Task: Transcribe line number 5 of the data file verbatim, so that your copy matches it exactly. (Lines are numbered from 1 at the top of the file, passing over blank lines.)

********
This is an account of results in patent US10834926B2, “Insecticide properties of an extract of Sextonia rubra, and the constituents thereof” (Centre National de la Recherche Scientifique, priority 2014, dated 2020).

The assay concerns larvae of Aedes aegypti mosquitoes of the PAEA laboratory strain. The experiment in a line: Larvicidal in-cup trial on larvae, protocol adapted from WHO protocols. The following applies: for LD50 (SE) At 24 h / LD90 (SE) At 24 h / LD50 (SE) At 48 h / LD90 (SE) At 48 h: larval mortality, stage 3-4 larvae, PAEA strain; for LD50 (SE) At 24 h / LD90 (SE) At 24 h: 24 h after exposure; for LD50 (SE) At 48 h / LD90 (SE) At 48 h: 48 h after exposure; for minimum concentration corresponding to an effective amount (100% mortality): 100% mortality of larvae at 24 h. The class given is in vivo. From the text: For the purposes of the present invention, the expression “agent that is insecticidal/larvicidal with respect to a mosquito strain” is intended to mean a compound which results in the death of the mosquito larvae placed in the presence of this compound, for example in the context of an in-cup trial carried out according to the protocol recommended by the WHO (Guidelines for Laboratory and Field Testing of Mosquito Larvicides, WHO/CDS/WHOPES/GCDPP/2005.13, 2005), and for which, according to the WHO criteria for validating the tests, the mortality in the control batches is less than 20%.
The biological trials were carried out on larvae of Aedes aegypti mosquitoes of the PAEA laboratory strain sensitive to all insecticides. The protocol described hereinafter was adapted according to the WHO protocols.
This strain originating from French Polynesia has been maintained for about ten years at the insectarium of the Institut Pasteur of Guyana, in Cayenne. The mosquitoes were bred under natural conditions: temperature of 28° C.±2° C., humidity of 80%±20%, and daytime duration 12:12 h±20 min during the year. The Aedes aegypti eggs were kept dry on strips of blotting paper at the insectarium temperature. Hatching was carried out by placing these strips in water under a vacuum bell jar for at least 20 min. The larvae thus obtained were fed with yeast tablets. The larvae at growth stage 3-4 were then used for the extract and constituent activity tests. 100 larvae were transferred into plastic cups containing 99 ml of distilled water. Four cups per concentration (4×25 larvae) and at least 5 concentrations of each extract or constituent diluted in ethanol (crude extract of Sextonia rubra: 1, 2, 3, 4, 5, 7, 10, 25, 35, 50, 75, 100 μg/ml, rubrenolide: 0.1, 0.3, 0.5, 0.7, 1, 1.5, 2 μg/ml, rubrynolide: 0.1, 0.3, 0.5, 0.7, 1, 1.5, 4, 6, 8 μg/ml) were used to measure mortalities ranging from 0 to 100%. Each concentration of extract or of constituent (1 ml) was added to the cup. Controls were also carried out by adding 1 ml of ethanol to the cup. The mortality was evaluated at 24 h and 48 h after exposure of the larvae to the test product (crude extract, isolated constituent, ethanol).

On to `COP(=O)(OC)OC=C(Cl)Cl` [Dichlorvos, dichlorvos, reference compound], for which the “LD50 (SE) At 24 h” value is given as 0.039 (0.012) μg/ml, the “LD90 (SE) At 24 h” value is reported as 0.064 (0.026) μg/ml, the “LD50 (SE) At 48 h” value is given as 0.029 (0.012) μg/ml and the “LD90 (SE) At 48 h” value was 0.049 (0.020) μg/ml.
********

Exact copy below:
On to `COP(=O)(OC)OC=C(Cl)Cl` [Dichlorvos, dichlorvos, reference compound], for which the “LD50 (SE) At 24 h” value is given as 0.039 (0.012) μg/ml, the “LD90 (SE) At 24 h” value is reported as 0.064 (0.026) μg/ml, the “LD50 (SE) At 48 h” value is given as 0.029 (0.012) μg/ml and the “LD90 (SE) At 48 h” value was 0.049 (0.020) μg/ml.